Five minutes with...

Francis Cuthbert, Daftmill


Farmer and distiller Francis Cuthbert is the co-founder of Daftmill distillery in Fife. Spirit first ran from its stills as long ago as 2005, but the inaugural release of its single malt only came earlier this month. Gavin D Smith spoke to him.

Francis Cuthbert, Daftmill
In the genes: Francis Cuthbert reckons all Scotsmen have it in them to make whisky

‘I’m a farmer who moonlights as a distiller, so if you come to the distillery, don’t expect a professional tour. It’s just me talking about what we’ve done and what we do now.

‘We grow all the barley we use in the distillery and lots more besides. Our biggest customer is Edrington for Highland Park and Macallan. We send the malt we keep for ourselves to Crisp Maltings in Alloa for malting.

‘We send 100 tonnes at a time and get 80 back. They guarantee it’s our malt. We only keep back around 10% of what we grow.

‘In 2005/6, when we started distilling, we used Chariot barley, grown next to the farm and distillery. Since then, we’ve grown Optic, Publican and currently Concerto. Next year, we’ll probably opt for Laureate. 

‘We’ve just ordered a new mill and silo, which means we can do away with the wheelie bins we currently use to move the grist and store it. We’re going to pay for it with all the money we make from our inaugural release!

‘We stop and start up distilling a lot. It really is a case of fitting the whisky-making into the farming year, just like they used to do in days gone by. We distil during July and August, and then November to February, though by no means all the time in those months because there are other things on the farm to do.

‘On average, we fill around 100 casks per year, 90% of which are first-fill Bourbon barrels, plus some Sherry hogsheads and butts. 

Daftmill stills

Seasonal stills: Whisky production at Daftmill has to fit around the farming calendar

‘We’re looking for a light, fruity, classic Lowland style of whisky, so we get nice clear wort from our mash tun and go for long fermentations. When we distil, we do it slowly and take a narrow cut. We only do one run per day. 

‘We spend most money on fuel and casks. Our original idea was to add value to our barley, which used to sell for around £70 per tonne, by making whisky, but the cardboard tubes for the bottles effectively cost more than the barley! 

‘When it comes to the distilling there are three of us doing it: I, myself and me. Who taught me? I think it’s just genetic. All Scotsmen have it in them to make whisky.

‘I read quite a bit about the subject, and lots of people gave us advice when we were starting out, and I can’t remember which advice we ignored and which we took now.

‘We did employ consultants and a retired distillery manager, John MacDougall, plus an engineer who had been involved in building Kininvie distillery for William Grant. We also took advice from the late Dr Jim Swan and used Tatlock & Thomson here in Fife for analytical purposes.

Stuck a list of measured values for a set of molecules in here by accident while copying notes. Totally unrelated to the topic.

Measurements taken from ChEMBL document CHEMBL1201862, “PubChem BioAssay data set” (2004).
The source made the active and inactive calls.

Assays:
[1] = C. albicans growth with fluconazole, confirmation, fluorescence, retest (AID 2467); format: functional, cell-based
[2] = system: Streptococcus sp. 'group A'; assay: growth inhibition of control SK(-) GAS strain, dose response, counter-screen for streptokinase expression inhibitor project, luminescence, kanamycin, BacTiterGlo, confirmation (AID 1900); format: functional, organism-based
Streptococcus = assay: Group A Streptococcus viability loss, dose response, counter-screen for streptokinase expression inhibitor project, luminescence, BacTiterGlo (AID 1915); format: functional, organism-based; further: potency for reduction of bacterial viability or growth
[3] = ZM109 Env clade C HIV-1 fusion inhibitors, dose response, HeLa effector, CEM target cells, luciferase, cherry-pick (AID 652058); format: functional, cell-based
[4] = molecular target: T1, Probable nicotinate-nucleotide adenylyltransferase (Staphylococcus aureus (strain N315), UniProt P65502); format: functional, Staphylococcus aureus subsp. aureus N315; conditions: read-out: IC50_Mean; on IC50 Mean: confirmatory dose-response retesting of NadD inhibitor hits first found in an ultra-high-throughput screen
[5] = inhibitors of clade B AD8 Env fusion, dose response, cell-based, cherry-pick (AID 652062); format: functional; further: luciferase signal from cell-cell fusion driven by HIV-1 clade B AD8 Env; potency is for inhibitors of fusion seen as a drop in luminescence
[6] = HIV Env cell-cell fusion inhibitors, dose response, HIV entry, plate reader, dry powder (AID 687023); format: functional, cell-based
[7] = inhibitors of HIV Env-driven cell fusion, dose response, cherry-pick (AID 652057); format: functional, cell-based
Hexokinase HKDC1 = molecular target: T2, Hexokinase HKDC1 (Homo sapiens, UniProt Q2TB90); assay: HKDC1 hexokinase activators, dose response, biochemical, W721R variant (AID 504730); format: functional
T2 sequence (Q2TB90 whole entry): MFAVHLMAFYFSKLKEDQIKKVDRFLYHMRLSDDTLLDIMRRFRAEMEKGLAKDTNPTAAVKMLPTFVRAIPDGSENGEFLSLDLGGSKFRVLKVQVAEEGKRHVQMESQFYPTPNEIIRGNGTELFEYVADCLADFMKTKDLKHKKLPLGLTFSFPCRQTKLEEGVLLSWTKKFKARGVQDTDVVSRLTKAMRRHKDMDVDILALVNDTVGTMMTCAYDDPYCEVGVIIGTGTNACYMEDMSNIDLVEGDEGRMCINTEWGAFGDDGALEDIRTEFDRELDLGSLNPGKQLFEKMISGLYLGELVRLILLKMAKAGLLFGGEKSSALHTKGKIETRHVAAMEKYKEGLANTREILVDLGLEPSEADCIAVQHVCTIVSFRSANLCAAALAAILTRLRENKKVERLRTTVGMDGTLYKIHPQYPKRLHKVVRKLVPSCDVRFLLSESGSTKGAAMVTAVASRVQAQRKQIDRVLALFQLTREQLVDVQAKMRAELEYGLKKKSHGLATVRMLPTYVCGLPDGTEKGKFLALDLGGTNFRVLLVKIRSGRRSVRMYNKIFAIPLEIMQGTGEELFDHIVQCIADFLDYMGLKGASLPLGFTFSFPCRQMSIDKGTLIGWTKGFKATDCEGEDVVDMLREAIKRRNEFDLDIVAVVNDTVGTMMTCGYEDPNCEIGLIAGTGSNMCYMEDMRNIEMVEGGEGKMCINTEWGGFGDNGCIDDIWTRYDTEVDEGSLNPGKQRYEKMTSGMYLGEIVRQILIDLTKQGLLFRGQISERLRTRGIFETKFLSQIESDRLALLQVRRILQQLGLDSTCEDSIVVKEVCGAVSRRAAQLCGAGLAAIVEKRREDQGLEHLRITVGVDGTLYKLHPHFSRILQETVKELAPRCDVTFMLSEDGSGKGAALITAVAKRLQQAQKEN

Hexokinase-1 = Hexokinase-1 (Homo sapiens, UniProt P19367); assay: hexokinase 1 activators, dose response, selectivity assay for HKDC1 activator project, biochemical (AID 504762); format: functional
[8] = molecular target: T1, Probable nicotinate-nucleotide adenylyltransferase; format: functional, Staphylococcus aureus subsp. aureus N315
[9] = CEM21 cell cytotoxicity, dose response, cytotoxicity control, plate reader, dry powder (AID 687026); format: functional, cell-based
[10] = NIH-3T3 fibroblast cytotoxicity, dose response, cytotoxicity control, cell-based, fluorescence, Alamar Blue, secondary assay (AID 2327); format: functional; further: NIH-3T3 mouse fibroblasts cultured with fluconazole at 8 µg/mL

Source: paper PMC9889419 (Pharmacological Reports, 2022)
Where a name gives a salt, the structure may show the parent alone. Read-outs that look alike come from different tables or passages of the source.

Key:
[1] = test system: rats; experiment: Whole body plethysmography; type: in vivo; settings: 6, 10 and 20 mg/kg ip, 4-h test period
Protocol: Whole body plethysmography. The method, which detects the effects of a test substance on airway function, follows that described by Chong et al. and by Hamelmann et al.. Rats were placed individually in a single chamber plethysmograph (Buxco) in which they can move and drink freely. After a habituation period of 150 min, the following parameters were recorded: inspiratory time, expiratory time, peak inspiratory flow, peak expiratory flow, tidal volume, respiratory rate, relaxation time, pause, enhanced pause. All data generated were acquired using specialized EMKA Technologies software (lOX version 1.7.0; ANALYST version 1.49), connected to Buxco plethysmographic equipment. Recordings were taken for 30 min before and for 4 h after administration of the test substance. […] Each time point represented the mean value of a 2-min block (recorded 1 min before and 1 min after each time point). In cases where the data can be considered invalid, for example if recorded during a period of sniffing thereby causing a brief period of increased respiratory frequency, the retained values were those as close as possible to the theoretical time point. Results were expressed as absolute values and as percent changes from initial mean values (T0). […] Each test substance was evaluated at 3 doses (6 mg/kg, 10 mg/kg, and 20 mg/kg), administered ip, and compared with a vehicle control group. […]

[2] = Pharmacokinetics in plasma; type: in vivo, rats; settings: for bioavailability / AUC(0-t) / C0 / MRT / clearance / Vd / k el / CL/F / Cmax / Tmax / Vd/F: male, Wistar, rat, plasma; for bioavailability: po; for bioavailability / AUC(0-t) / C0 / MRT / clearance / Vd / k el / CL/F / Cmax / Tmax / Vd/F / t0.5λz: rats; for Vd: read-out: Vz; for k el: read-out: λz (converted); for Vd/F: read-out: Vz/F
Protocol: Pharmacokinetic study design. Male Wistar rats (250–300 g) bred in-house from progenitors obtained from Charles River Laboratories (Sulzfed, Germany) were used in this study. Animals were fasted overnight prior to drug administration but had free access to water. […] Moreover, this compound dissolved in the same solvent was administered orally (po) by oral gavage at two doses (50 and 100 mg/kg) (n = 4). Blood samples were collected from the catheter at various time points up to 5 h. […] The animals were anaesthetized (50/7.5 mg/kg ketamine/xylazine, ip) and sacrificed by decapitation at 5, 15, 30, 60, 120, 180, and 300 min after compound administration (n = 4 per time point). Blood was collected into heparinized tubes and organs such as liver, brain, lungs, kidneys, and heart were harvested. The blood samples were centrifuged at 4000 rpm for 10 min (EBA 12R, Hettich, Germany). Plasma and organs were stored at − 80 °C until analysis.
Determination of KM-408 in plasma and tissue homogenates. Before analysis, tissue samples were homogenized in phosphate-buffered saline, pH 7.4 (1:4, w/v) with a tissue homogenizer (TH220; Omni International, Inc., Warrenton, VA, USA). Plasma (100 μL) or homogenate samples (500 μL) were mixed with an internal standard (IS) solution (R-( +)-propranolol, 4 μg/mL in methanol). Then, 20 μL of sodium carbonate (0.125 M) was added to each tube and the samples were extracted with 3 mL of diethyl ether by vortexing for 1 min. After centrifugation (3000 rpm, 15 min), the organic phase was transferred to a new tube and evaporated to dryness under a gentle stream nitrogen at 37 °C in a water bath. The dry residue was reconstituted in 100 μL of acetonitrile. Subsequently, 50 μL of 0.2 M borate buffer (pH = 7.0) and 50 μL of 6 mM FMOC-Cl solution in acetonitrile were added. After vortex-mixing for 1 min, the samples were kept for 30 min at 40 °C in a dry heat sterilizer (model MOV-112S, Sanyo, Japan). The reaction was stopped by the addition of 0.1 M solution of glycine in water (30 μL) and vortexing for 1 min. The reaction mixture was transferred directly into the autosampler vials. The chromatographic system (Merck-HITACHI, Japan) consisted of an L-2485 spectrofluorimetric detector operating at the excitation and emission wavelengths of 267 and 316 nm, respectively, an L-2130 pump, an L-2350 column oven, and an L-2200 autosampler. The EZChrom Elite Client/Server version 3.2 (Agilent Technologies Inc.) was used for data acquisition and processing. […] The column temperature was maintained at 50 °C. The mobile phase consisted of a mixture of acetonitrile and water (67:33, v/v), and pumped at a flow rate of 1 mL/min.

‘As a family, we had long been into our whisky, and we talked about making our own. The more we drank, the better the idea sounded. Apart from growing barley, we had redundant farm buildings we could use.

Daftmill bottle

Long-awaited: Francis Cuthbert was keen not to release Daftmill’s first whisky until it was ready

‘It became something of a joke, but finally we decided we should actually go for it. Daftmill and Kilchoman on Islay started producing within a fortnight of each other, but they made more spirit last year than we have in 12 years.

‘We farm 1,000 acres, a mixture of arable and cattle, and my brother Ian and nephew John run our quarry business. Our grandfather came here to farm as a tenant and we got the chance to buy the place in 1984.

‘Another farm we have just down the road used to belong to the Haig family, Fife’s great distilling dynasty. The old house was pulled down in the 1950s, but apparently Colonel Haig had two barrels built into the wall of it, so he always had plenty of whisky for himself and his guests. 

‘Everyone asks why we waited so long before we bottled our whisky, and the simple answer is: I didn’t think it was ready. Also, there wasn’t any great pressure on us to do so. We have pretty low overheads and no staffing costs, so we could afford to wait.

‘Then we were approached by Berry Bros to release a bottling, and I like the whiskies Doug [McIvor, the company’s spirits manager] does for them, and was keen on the idea of a new distillery, a new single malt, partnering with a really historic firm with such great heritage.

‘So we’ve launched the 12-year-old – just 250 bottles at cask strength from three casks to start with – and I think the whisky will be even better with more time.’

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